EZ spiced poached fruit

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Sous Chef
Aug 31, 2004
Easy to make and nice for a winter dessert

Use any hard fruit - pears / apples ... sometimes in winter bullet-hard peaches appear in my local supermarkets and they work well too.

You'll need some whole spices (do not use powdered spices), brown sugar and something acid...

pick 1 or 2 from the following list (NOTE: don't muddy the flavor by using too many different spices unless you really know what you're doing)
  • cinnamon stick
  • whole clove (very strong - don't use too much b/c you'll overpower the other spices)
  • star anise
  • allspice
  • cardamom (NOTE: cardamom is available both hulled and unhulled. I buy the unhulled seed because it stays potent longer. Both are available in Indian groceries)
  • slices of fresh ginger root (you don't have to peel it)
Any one of these will do
  • fresh lemon juice (do not use bottled lemon juice)
  • powdered ascorbic acid (vitamin C)
  • citric acid (sometimes called "sour salt") > NOTE: citric acid is used in canning and in making "bath bombs" - don't pay supermarket prices for citric acid - you can get a pound of it on the 'net for about $2.50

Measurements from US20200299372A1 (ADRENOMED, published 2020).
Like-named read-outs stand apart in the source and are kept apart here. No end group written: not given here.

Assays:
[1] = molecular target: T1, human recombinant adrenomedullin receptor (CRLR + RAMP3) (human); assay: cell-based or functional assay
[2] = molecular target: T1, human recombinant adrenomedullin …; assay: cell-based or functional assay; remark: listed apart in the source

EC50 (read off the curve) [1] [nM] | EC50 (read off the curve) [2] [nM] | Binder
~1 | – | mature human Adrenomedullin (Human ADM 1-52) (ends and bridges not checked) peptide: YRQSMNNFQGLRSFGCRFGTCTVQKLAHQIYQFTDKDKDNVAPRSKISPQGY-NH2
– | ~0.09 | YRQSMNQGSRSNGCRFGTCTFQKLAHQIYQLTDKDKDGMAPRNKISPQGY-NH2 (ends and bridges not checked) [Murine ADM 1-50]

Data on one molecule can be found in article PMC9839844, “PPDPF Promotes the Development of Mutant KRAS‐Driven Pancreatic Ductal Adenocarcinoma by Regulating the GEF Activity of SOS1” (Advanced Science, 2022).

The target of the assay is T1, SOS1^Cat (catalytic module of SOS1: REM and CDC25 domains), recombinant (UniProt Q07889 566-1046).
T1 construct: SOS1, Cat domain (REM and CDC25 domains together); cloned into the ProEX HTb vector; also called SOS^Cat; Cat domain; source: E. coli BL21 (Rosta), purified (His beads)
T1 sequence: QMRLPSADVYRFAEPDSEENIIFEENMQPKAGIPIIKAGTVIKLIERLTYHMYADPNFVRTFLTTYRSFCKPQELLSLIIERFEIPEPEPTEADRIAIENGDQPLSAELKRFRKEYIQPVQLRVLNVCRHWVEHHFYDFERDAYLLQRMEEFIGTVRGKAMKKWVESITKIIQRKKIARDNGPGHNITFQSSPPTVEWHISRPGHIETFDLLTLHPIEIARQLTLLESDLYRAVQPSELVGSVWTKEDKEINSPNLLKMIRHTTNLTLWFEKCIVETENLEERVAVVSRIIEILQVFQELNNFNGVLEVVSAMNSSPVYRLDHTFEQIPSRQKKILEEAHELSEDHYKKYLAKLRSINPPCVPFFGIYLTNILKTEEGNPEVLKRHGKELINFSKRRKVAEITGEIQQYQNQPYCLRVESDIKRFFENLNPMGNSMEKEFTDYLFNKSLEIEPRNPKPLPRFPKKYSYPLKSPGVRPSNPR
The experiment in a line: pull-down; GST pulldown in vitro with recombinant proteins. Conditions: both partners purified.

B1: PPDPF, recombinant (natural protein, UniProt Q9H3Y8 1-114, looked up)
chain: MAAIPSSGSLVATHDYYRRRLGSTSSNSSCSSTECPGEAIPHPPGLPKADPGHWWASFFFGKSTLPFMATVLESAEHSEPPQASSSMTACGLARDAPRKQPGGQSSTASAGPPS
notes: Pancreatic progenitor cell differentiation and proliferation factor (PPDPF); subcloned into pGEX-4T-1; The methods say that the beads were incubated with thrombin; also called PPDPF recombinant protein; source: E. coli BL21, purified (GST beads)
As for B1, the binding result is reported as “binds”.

Ascorbic acid or citric acid are are good things to have in your pantry if you need a touch of acidity in a dish.

I can't give you quantities because I don't know how much fruit you need to poach or how spicy you like it.

> Peel, halve and core fruit
> In a saucepan, combine sufficient water to cover fruit plus your choice of whole spices. Bring to a simmer. Add sufficient brown sugar until it is fully dissolved and sweet enough for your taste. Add acid ingredient to your taste (NOTE - if using citric acid or ascorbic acid, add only a tiny pinch at a time - they are very strong!). Throw in the fruit. Simmer, covered, until fruit is tender but still firm (about 30 min). Off heat.
> NOTE the longer the fruit steeps in the warm spiced and sweetened cooking liquid, the more they absorb the flavor. Vary the timing to your preference.
> right before serving, pour a small amount of the poaching liquid in a small pot and reduce over high heat until slightly syrupy.
> plate the fruit and dribble the reduced poaching water over it

The poaching liquid (with its spices) can always be saved in a jar in the 'frig for the next time.
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